In a pamphlet published by M. Fizeau, bromine-water is recommended to be prepared as follows:—"To prepare a solution of bromine, of a fixed proportion and convenient strength to operate with, I, in the first place, make a saturated solution of bromine in water; this is prepared by putting into a bottle of pure water a great excess of bromine, agitating strongly for some minutes, and before using allowing the bromine to separate. Now, a definite quantity of this saturated water is to be mixed with a definite quantity of plain water, which will give a solution of bromine always of the same strength: this mixture is conveniently made in the following manner:—The apparatus necessary is a dropping tube, which is also required for another part of the process, capable of holding a small definite quantity, and a bottle having a mark to indicate a capacity equal to thirty times that of the dropping tube: fill the bottle with pure water to the mark, then add, by means of the dropping tube, the proper quantity of the saturated solution of bromine.

"The purity of the water is of some importance: the foregoing proportions refer to the pure distilled water, and it is well known that the water of rivers and springs is not pure; but these different varieties can be used as if they were absolutely pure water by adding a few drops of nitric acid till they taste slightly acid; two or three drops to the pint is generally sufficient.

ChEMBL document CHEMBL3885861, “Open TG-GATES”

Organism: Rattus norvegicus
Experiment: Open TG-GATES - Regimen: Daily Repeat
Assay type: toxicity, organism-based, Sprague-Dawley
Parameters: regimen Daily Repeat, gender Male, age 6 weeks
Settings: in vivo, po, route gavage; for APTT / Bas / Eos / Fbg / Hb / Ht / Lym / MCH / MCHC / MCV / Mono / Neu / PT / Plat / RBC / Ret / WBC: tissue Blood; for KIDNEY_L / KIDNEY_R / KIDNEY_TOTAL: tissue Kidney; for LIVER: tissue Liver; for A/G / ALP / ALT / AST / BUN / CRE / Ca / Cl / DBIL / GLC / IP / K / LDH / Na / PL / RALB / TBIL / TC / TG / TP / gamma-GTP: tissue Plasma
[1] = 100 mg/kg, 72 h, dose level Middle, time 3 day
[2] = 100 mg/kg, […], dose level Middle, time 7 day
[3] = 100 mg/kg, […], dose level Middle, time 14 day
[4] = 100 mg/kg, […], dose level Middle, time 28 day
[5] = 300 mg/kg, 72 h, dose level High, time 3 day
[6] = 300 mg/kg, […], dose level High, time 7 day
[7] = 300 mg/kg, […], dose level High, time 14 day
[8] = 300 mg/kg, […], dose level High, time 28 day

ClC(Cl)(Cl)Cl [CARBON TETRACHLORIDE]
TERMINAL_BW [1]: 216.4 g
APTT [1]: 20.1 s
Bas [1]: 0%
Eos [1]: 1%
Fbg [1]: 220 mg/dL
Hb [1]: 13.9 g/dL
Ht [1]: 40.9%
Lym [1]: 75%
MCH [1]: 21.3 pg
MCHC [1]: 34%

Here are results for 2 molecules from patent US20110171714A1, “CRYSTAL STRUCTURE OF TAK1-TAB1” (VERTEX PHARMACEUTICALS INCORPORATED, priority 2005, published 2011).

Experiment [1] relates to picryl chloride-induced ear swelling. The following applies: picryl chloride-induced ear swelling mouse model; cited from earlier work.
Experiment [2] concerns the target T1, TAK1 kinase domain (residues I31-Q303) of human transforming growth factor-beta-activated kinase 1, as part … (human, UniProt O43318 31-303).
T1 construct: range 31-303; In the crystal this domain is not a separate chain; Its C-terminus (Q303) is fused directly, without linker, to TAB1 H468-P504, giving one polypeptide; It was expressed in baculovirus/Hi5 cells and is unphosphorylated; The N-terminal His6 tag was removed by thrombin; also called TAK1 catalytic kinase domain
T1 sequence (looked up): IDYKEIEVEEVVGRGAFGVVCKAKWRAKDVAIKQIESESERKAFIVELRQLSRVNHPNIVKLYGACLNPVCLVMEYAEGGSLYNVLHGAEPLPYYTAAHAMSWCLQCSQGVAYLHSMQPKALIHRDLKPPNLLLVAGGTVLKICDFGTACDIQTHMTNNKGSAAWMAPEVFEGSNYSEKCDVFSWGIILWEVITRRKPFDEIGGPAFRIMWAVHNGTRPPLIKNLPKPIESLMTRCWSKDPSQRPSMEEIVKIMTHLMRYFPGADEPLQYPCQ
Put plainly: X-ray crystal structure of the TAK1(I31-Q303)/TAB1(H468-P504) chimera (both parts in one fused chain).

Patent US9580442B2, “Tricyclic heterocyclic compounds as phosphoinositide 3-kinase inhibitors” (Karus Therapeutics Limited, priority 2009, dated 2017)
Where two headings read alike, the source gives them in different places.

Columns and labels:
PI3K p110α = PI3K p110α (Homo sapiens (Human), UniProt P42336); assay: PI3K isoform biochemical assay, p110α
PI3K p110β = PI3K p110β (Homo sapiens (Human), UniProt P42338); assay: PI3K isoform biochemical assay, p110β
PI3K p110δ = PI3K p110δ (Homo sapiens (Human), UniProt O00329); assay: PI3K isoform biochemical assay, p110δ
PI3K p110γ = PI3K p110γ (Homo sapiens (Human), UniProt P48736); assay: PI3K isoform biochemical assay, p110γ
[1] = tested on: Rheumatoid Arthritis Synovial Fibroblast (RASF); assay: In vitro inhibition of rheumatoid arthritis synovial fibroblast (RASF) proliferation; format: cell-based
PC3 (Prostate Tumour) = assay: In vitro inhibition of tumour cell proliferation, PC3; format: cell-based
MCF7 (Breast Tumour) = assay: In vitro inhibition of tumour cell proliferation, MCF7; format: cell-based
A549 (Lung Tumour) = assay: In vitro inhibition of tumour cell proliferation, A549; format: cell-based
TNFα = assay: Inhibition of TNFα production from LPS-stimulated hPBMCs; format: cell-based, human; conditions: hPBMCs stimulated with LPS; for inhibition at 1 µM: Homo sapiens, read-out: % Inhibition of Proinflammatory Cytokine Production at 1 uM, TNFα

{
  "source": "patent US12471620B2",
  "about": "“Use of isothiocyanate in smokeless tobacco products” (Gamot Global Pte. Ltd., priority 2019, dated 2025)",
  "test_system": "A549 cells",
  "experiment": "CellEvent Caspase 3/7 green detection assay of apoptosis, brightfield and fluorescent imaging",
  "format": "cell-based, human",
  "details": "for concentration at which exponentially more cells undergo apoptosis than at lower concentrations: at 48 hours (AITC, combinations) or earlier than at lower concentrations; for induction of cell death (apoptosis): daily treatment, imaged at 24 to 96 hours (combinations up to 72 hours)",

"The liquid produced, which is of a bright yellow colour, ought to be kept in a well-stopped bottle; it is the normal solution, and I shall call it simply bromine water, to distinguish it from the saturated solution.

Bromine Box

The box I employ for subjecting the plate to the vapour of the bromine water is constructed in the following manner:—It consists of a box lined with a varnish, which is not acted on by bromine; its height is about four inches; the other dimensions are regulated by the size of the plate, which ought to be at least hahf an inch all round, short of the sides of the box; it is composed of three separate portions—the cover, which is the frame holding the plate, the body of the box, and the bottom, upon which is placed the vessel for the bromine; this moveable bottom is slightly hollowed, so that the bromine vessel may always be placed in exactly the same position".